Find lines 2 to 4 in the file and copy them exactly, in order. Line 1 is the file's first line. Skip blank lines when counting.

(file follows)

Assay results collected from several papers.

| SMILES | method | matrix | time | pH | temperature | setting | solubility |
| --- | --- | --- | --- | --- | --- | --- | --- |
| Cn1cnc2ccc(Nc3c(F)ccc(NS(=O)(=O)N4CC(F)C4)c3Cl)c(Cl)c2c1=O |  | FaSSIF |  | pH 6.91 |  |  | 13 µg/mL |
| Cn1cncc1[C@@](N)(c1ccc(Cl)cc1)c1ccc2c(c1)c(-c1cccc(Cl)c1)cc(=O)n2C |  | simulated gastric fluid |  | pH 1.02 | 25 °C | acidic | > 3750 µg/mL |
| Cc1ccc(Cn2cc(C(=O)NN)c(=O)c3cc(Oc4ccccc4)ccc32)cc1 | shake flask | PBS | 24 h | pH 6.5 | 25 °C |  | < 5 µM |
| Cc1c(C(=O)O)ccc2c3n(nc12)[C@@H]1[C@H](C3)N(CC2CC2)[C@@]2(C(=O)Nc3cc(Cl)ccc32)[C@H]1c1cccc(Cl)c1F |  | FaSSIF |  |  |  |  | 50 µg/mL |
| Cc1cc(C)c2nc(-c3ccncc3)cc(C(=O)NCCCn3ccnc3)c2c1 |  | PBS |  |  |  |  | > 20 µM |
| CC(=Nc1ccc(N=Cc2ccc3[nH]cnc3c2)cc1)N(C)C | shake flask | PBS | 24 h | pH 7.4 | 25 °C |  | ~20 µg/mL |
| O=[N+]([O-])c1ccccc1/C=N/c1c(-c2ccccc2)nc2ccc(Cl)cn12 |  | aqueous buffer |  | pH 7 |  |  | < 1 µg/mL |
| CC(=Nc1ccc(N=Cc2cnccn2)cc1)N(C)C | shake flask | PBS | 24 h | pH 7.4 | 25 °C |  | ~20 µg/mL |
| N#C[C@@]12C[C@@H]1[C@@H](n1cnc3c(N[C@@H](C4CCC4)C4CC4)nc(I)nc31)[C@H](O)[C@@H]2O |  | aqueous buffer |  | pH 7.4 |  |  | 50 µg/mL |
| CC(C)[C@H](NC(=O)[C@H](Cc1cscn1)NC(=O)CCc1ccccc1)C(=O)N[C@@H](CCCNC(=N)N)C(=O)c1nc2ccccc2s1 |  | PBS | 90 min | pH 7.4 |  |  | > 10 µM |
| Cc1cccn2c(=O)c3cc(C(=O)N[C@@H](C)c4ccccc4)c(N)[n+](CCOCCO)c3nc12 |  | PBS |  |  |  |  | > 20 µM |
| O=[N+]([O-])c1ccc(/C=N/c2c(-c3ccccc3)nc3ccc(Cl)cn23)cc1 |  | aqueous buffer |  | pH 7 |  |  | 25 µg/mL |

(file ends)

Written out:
| SMILES | method | matrix | time | pH | temperature | setting | solubility |
| --- | --- | --- | --- | --- | --- | --- | --- |
| Cn1cnc2ccc(Nc3c(F)ccc(NS(=O)(=O)N4CC(F)C4)c3Cl)c(Cl)c2c1=O |  | FaSSIF |  | pH 6.91 |  |  | 13 µg/mL |